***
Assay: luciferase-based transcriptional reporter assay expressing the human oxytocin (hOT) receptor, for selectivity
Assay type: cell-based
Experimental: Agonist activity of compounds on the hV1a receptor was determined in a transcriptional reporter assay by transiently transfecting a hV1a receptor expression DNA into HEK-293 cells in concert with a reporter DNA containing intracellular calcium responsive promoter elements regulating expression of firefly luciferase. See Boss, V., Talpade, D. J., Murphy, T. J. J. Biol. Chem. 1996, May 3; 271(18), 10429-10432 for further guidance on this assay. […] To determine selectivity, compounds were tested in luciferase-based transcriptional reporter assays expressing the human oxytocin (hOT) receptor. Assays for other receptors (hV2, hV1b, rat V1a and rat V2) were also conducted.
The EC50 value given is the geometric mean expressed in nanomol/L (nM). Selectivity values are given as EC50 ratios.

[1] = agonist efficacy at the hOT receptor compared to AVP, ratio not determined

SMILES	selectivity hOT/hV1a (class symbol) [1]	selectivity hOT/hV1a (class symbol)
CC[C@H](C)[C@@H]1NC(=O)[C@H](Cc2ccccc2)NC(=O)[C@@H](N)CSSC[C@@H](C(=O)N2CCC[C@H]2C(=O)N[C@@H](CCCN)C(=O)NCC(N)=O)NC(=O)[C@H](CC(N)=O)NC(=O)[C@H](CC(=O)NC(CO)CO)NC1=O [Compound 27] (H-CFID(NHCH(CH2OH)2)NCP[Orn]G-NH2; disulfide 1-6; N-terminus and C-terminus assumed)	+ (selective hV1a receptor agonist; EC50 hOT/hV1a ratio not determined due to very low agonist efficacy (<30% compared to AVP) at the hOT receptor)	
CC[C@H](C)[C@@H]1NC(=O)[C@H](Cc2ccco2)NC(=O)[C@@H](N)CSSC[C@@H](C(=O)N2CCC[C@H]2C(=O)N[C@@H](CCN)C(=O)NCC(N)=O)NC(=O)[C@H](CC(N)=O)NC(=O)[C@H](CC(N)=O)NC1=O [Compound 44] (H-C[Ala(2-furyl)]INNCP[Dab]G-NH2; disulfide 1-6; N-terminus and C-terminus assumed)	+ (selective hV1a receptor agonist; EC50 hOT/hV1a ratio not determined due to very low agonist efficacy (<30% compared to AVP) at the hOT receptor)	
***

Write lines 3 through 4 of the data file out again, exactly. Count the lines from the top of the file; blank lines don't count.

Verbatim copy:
Experimental: Agonist activity of compounds on the hV1a receptor was determined in a transcriptional reporter assay by transiently transfecting a hV1a receptor expression DNA into HEK-293 cells in concert with a reporter DNA containing intracellular calcium responsive promoter elements regulating expression of firefly luciferase. See Boss, V., Talpade, D. J., Murphy, T. J. J. Biol. Chem. 1996, May 3; 271(18), 10429-10432 for further guidance on this assay. […] To determine selectivity, compounds were tested in luciferase-based transcriptional reporter assays expressing the human oxytocin (hOT) receptor. Assays for other receptors (hV2, hV1b, rat V1a and rat V2) were also conducted.
The EC50 value given is the geometric mean expressed in nanomol/L (nM). Selectivity values are given as EC50 ratios.